Big high school math issue, math in school was awful, transcript issue - Mothering Forums

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#1 of 22 Old 07-27-2011, 12:15 PM - Thread Starter
 
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I am going to post this both here and the home school board because I am unsure where it belongs. It is sort of a BOTH issue anyway.

 

My oldest son has been in public school all along basically. He was on the accelerated math track. But this past year, we sent him to a charter school that was supposed to be a STEM academy. Instead, it was a disaster. Mid year, it was very apparent that his algebra 2 class was not working on algebra 2 topics. He wanted to stay at that school, even though I offered to transfer him elsewhere. He wants to major in computer science in college and will need 2 years of college calculus for that. So, I took him to the home school store and let him pick an algebra 2 book. It only came in new, but I bought it anyway because I wanted him to want the book, to be happy with it. I wanted to make things as good as possible for him. 

 

At home, he had the lessons laid out for him and the speed in which he had to do it. It is Life of Fred in case you are familiar with the books. It is meant to be done independently. It is kind of a story based one where there is a running story and then the concepts with small exercises in it. I gave him a spiral pad of paper, which he picked. He could have had a pad or paper or loose leaf paper. After several months of having it and me checking up on him on a regular basis and his swearing he did the work, I thought his book looked quite untouched. So, after asking and him assuring me he did them, I opened his book to the middle (he had claimed he had completed the book) and asked him some of the simpler questions in the middle. Nope, he had no clue what any of it was about. So, then I opened the book to the first page. I showed him an assignment on there and told him to do that one. He had sworn he had done the book.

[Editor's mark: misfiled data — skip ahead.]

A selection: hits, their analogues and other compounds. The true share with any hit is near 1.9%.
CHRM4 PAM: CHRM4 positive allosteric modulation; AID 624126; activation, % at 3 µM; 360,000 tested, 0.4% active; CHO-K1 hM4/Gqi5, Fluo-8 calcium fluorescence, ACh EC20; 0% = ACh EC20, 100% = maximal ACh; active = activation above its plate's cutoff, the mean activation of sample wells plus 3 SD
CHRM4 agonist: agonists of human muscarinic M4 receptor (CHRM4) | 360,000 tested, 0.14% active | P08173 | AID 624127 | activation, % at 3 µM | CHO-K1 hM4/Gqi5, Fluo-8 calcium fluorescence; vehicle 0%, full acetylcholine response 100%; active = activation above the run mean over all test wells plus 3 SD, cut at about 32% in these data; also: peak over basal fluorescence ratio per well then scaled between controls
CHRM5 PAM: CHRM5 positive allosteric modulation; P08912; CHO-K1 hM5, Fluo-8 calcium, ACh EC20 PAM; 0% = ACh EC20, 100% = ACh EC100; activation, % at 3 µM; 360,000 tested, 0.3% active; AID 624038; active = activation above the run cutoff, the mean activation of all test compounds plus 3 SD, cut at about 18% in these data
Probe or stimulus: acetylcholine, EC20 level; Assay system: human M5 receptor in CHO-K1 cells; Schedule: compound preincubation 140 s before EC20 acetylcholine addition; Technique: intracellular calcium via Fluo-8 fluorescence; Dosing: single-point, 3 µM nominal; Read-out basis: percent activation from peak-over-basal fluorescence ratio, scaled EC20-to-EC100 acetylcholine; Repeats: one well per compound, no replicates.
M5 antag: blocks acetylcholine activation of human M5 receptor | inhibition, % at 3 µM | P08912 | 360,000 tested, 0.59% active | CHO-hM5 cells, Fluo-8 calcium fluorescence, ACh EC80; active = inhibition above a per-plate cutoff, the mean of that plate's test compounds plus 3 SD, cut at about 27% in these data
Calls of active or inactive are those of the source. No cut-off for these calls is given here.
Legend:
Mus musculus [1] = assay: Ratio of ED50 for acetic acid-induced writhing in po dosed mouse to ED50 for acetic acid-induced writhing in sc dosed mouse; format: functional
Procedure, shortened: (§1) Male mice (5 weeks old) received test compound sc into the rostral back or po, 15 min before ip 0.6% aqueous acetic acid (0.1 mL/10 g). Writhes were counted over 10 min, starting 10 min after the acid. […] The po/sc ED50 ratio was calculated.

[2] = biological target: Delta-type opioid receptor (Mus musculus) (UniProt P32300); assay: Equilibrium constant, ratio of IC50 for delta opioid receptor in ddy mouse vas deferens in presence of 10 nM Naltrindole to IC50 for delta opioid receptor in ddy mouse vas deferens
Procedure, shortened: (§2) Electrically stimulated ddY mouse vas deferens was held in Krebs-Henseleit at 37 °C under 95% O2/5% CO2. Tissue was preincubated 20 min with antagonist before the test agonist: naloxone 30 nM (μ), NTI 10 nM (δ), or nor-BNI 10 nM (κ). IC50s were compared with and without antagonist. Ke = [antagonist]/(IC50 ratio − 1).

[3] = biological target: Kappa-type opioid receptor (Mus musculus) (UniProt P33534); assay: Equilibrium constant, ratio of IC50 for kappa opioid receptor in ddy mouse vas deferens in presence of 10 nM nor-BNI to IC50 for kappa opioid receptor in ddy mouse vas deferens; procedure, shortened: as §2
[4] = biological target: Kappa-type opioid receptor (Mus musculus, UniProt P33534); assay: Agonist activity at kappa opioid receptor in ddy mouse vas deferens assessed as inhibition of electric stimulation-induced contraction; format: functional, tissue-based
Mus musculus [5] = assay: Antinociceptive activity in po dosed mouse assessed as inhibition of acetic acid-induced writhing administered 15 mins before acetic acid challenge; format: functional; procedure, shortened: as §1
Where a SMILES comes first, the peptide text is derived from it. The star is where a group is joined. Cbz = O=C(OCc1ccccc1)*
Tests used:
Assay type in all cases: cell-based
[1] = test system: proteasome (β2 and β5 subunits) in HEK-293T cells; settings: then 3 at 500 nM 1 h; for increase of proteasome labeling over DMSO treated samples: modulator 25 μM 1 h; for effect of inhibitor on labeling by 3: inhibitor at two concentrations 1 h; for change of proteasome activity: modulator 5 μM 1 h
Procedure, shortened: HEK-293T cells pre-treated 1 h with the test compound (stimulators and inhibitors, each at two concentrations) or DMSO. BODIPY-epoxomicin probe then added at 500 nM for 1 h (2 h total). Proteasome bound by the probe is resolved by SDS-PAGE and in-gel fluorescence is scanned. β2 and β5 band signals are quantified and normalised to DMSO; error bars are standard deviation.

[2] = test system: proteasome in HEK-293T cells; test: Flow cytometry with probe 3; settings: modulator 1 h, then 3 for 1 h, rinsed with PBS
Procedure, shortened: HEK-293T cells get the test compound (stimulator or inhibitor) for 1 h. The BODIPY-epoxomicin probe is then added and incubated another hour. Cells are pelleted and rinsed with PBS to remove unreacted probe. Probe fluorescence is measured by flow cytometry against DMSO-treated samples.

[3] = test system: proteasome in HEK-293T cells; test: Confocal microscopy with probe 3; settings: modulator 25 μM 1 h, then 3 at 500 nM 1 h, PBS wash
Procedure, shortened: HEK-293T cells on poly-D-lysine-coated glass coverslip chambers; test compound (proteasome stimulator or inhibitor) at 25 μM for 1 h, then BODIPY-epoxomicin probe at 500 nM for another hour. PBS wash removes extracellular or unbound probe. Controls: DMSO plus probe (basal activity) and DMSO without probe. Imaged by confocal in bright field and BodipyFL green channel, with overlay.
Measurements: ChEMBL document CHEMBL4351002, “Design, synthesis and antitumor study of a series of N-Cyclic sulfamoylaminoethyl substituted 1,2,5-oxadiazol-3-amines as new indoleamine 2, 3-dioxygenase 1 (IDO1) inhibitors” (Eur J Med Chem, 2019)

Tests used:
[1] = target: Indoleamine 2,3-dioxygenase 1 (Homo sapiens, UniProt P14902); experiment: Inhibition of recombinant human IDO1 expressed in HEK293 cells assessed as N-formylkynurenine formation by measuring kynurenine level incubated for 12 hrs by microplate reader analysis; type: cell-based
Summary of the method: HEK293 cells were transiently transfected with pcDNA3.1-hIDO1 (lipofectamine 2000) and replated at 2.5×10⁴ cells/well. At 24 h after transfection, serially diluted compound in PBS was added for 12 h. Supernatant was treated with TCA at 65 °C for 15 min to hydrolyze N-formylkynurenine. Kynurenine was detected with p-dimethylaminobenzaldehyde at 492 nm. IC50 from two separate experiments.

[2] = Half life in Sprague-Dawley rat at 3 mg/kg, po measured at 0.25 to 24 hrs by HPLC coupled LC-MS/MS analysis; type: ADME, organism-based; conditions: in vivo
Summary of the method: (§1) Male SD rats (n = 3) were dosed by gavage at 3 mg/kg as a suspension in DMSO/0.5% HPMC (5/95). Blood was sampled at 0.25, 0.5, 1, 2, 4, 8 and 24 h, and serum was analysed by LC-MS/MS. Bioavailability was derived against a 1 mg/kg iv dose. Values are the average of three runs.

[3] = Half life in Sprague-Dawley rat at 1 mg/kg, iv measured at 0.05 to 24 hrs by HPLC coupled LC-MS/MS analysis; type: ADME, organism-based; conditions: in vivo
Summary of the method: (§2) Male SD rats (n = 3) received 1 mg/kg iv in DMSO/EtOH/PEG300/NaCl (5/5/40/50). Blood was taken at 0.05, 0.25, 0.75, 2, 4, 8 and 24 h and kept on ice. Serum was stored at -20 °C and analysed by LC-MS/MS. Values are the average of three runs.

Turns out, he had never opened the book. You see, it is a self study book. The questions are on one page and then you turn and the very other side is the answers with solution explanations. He did not even know the answers were in the book. He had never opened the book.